The best, most justifiable divorce is hell. It goes downhill from there in a big hurry. Which is why I admire people who can negotiate that hell with honor, justice and equity.
To do that, of course, requires one thing above all else: We cannot allow our sadness to arc into vengeance. A divorce is a funeral. Not a war. The work of divorce is grief. Not poisoning wells. Not a metaphorical mafia hit. Not scorched earth. Certainly not holding children hostage.
It is the nature of grief to be easily conscripted in service to anger and revenge. Divorcing couples labor under the weight of well-researched, well-rehearsed lists of at least bitter disappointments if not keen, fresh memories of betrayals and injustices. The lists are like a lightning rod mocking our sadness, practically begging our sadness to gather, congeal, toxify and transmute into the twisted pleasures of revenge.
It will feel so right. But then, that’s the calling card of the human ego: making absurdity and destruction feel so right.
So, first, if we value honor, justice and equity, we do the work of grief. We feel our sadness. Divorce leaves a mark. It is a loss the dimensions of which are impossible to anticipate. Especially if children are involved.
If we are willing to acknowledge and sift through our sadness, then we have more choices.
Not to mention more money.
I’m serious. Why give such a huge chunk of your estate away to attorneys if you don’t have to? If both parties value honor, justice and equity, if both parties see the folly of ‘cutting off their noses to spite their respective face,’ then one oft-neglected option is The Uncontested Divorce.
Uncontested Divorce requires you to come to the table and negotiate in good faith. All items, big and small. From retirement accounts to patio furniture. But, instead of paying two lawyers to quibble, bicker and threaten on your behalf, you sit down together FOR FREE and negotiate in good faith. You assemble a shared understanding of honor, justice and equity.
Then you hand the agreement to one lawyer who charges you a one-time pittance (relative to lawyers, anyway) to type your agreement in ‘legalese’ and file it.
Variations on the Uncontested Divorce include hiring one or more trained mediators who serve to guide the negotiations and in some cases to provide expert information.
Yet another variation (more expensive, but still nothing compared to going to court with warring lawyers) is the emergence of law firms specializing in Uncontested Divorce. Each party is assigned counsel, but for the purpose of expert legal advice and mediation. Not for trial.
When I am retained to mediate an uncontested divorce, I often ‘sell’ two ideas that have great advantages.
First, child custody. On paper, file joint legal/physical custody. Define that custody agreement as alternating weeks. 7 days on, 7 days off.
Then go do whatever makes sense.
My children were 15, 13 and 4 when I found myself divorced. Their mother and I negotiated custody in one-month blocks. We alternated major holidays and three-day weekends in alternate years. We agreed upon “the right of first refusal.” Meaning, if I was the custodian and something ambushed my schedule, I didn’t secure a sitter or pack my sons off to their grandmother. I called their mother. She got ‘dibs.’ And vice versa.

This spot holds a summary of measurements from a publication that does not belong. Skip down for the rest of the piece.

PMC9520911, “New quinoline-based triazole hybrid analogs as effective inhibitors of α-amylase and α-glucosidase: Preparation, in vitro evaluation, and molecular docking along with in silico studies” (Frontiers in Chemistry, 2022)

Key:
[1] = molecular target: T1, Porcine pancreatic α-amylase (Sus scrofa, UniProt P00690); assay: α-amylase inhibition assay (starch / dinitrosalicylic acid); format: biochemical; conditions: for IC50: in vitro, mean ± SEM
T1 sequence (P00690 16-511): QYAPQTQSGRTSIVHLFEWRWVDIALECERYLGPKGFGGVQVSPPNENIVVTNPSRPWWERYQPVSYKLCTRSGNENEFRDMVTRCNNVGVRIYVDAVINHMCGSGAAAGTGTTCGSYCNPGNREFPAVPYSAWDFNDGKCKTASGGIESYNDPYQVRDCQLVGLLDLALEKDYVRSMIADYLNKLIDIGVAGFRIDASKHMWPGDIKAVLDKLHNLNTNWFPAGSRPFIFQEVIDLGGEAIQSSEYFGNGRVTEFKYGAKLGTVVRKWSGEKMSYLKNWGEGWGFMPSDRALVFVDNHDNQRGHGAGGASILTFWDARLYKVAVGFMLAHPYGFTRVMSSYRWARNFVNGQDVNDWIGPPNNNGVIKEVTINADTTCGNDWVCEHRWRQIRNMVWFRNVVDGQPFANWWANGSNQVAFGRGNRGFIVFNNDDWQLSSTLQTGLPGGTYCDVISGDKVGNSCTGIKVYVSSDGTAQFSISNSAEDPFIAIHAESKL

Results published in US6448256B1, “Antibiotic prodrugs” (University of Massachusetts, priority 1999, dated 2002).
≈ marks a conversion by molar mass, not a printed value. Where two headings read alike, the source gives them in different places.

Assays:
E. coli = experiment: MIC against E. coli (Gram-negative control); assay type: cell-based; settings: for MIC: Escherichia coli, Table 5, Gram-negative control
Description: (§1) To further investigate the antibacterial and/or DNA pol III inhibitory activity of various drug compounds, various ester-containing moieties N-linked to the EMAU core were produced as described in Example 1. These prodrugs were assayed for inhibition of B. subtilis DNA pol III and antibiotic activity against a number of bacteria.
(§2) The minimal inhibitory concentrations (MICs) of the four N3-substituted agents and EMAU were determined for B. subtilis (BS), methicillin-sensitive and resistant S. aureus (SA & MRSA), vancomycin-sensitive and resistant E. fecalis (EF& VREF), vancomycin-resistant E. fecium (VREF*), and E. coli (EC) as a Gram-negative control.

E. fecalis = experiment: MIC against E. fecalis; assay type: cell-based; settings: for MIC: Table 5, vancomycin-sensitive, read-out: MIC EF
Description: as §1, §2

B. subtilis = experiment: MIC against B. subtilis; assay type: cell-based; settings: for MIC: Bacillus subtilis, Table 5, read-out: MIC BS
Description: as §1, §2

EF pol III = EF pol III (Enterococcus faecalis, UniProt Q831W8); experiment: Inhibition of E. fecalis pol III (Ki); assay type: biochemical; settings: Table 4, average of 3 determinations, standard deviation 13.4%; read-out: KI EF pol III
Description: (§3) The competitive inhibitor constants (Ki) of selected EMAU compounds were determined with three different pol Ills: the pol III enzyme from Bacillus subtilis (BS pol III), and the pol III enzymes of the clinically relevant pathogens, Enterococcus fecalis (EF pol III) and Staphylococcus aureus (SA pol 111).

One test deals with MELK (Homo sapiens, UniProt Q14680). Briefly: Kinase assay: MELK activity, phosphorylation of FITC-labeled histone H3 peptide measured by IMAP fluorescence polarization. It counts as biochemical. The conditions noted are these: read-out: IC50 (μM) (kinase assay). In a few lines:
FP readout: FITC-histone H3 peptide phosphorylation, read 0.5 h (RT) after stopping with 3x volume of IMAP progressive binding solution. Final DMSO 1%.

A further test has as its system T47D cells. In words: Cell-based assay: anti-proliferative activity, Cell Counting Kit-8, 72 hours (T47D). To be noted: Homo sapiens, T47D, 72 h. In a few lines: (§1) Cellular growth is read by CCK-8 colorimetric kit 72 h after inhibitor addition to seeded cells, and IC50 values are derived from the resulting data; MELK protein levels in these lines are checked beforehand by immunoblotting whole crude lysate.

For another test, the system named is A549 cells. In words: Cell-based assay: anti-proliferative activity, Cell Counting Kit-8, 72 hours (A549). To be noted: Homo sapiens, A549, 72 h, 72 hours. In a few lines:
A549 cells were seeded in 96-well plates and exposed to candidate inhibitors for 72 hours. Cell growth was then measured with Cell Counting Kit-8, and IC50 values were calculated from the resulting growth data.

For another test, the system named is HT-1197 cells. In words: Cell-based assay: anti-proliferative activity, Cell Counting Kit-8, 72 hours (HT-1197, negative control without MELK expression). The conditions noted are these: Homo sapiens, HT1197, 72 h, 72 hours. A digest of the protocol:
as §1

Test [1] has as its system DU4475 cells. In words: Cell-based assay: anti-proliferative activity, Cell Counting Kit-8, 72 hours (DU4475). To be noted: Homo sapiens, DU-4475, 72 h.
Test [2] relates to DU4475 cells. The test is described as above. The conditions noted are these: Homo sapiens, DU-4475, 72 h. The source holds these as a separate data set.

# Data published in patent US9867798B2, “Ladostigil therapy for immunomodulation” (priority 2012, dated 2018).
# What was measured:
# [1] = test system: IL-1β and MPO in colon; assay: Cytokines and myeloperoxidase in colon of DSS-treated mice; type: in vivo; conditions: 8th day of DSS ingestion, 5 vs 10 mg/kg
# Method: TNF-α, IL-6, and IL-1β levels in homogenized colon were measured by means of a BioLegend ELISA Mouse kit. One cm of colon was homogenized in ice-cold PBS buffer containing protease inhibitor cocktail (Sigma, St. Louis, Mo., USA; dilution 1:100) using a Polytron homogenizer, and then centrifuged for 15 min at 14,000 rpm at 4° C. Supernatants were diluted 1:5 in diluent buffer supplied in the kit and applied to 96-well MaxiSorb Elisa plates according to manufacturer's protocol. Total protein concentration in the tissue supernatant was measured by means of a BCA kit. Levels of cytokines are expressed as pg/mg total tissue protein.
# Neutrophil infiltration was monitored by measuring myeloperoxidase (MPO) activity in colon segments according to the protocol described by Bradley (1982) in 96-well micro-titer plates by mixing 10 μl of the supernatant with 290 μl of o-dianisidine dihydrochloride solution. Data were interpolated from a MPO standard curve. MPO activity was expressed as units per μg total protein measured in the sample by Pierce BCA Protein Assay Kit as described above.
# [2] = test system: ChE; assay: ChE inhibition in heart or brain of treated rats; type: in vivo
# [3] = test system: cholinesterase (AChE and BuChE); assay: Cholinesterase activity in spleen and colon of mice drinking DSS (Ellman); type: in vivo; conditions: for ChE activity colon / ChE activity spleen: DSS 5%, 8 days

This make-it-up-as-we-go-along schedule has allowed us to be sensitive to child development. For example, my youngest was 4 when we divorced. He needed his mother in some particular ways. So, back then, the schedule was weighted towards time with his mother. However, my oldest was just 15. He needed his father in some particular ways, not to mention his high school was closer to my house. He lived primarily with me.
I’m saying we literally never did the schedule we filed with the court. We filed that schedule so the judge would sign it. Then – every day, every week, every month – we did what made sense for the best interest of our children.
The other idea I sell and sell hard is The Kid’s Fund. If both divorcing parents are full-time wage earners, and, if the parent agreement is joint legal/physical custody, then to hell with child support. Instead, open a joint bank account. Each party contributes a fixed percentage of gross income, like a flat tax. (My ex and I paid 10%.) From this fund you pay all medical, all clothing, school and extra-curricular fees, plus other items as needed and negotiated as the children grow into adolescence (transportation, allowance, job training, etc.)
Then, each parent is free to manage and pay for their own household independently (groceries, water bill, thermostat settings, vacations, Christmas/ birthday presents, etc.)
The Kid’s Fund preempts and renders moot the endless opportunities to feel resentful, angry and cheated by child support, how your ex is spending the child support, and whether you disagree with the number of times he/she takes the kids out to eat.
Less anger and resentment? I love that about the Kid’s Fund.
Again, the best divorce is hell. Honor, justice and equity expedites the journey through hell. Plus, you never have to see the inside of a courtroom. Plus, it’s good for your children.
Not to mention that I like my nose. And I have no motive to spite my face.
(You may drop Steven Kalas a note at email@example.com. StevenKalas is a therapist, author and Episcopal priest. He is the author of the book “Human Matters: Wise and Witty Counsel on Relationships, Parenting, Grief and Doing the Right Thing.”)